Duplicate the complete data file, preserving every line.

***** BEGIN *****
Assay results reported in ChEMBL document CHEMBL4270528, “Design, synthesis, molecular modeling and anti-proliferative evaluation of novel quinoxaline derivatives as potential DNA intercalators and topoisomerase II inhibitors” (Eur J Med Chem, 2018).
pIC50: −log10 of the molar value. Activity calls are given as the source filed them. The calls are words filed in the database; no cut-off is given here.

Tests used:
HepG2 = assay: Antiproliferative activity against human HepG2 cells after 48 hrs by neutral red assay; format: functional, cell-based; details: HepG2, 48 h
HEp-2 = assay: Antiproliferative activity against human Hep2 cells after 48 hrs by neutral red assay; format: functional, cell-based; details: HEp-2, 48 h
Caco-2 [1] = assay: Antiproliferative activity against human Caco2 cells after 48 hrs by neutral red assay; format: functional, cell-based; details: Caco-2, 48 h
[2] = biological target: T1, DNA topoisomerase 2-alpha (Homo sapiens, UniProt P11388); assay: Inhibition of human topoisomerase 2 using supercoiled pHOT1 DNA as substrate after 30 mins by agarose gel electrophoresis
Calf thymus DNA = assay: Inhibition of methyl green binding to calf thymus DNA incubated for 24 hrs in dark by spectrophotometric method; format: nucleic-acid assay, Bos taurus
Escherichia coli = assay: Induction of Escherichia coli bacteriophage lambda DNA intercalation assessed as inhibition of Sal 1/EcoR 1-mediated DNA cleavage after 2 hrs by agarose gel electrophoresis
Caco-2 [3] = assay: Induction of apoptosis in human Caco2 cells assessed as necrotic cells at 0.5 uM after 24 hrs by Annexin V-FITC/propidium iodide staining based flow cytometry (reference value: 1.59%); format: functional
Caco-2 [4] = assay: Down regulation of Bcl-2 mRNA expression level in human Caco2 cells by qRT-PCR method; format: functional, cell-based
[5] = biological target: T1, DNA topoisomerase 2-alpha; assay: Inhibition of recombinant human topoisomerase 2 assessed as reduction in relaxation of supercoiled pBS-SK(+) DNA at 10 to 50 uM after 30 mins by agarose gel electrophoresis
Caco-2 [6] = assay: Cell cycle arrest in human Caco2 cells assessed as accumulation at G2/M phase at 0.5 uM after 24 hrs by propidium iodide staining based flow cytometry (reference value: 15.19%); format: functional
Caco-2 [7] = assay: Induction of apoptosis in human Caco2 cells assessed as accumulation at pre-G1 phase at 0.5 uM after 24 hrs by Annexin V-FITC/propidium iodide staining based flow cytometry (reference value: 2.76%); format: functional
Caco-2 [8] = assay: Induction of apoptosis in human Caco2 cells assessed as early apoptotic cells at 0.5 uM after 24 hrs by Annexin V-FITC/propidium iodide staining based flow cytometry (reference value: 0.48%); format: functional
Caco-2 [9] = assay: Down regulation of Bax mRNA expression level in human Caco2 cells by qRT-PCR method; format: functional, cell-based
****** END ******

Assay results reported in ChEMBL document CHEMBL4270528, “Design, synthesis, molecular modeling and anti-proliferative evaluation of novel quinoxaline derivatives as potential DNA intercalators and topoisomerase II inhibitors” (Eur J Med Chem, 2018).
pIC50: −log10 of the molar value. Activity calls are given as the source filed them. The calls are words filed in the database; no cut-off is given here.

Tests used:
HepG2 = assay: Antiproliferative activity against human HepG2 cells after 48 hrs by neutral red assay; format: functional, cell-based; details: HepG2, 48 h
HEp-2 = assay: Antiproliferative activity against human Hep2 cells after 48 hrs by neutral red assay; format: functional, cell-based; details: HEp-2, 48 h
Caco-2 [1] = assay: Antiproliferative activity against human Caco2 cells after 48 hrs by neutral red assay; format: functional, cell-based; details: Caco-2, 48 h
[2] = biological target: T1, DNA topoisomerase 2-alpha (Homo sapiens, UniProt P11388); assay: Inhibition of human topoisomerase 2 using supercoiled pHOT1 DNA as substrate after 30 mins by agarose gel electrophoresis
Calf thymus DNA = assay: Inhibition of methyl green binding to calf thymus DNA incubated for 24 hrs in dark by spectrophotometric method; format: nucleic-acid assay, Bos taurus
Escherichia coli = assay: Induction of Escherichia coli bacteriophage lambda DNA intercalation assessed as inhibition of Sal 1/EcoR 1-mediated DNA cleavage after 2 hrs by agarose gel electrophoresis
Caco-2 [3] = assay: Induction of apoptosis in human Caco2 cells assessed as necrotic cells at 0.5 uM after 24 hrs by Annexin V-FITC/propidium iodide staining based flow cytometry (reference value: 1.59%); format: functional
Caco-2 [4] = assay: Down regulation of Bcl-2 mRNA expression level in human Caco2 cells by qRT-PCR method; format: functional, cell-based
[5] = biological target: T1, DNA topoisomerase 2-alpha; assay: Inhibition of recombinant human topoisomerase 2 assessed as reduction in relaxation of supercoiled pBS-SK(+) DNA at 10 to 50 uM after 30 mins by agarose gel electrophoresis
Caco-2 [6] = assay: Cell cycle arrest in human Caco2 cells assessed as accumulation at G2/M phase at 0.5 uM after 24 hrs by propidium iodide staining based flow cytometry (reference value: 15.19%); format: functional
Caco-2 [7] = assay: Induction of apoptosis in human Caco2 cells assessed as accumulation at pre-G1 phase at 0.5 uM after 24 hrs by Annexin V-FITC/propidium iodide staining based flow cytometry (reference value: 2.76%); format: functional
Caco-2 [8] = assay: Induction of apoptosis in human Caco2 cells assessed as early apoptotic cells at 0.5 uM after 24 hrs by Annexin V-FITC/propidium iodide staining based flow cytometry (reference value: 0.48%); format: functional
Caco-2 [9] = assay: Down regulation of Bax mRNA expression level in human Caco2 cells by qRT-PCR method; format: functional, cell-based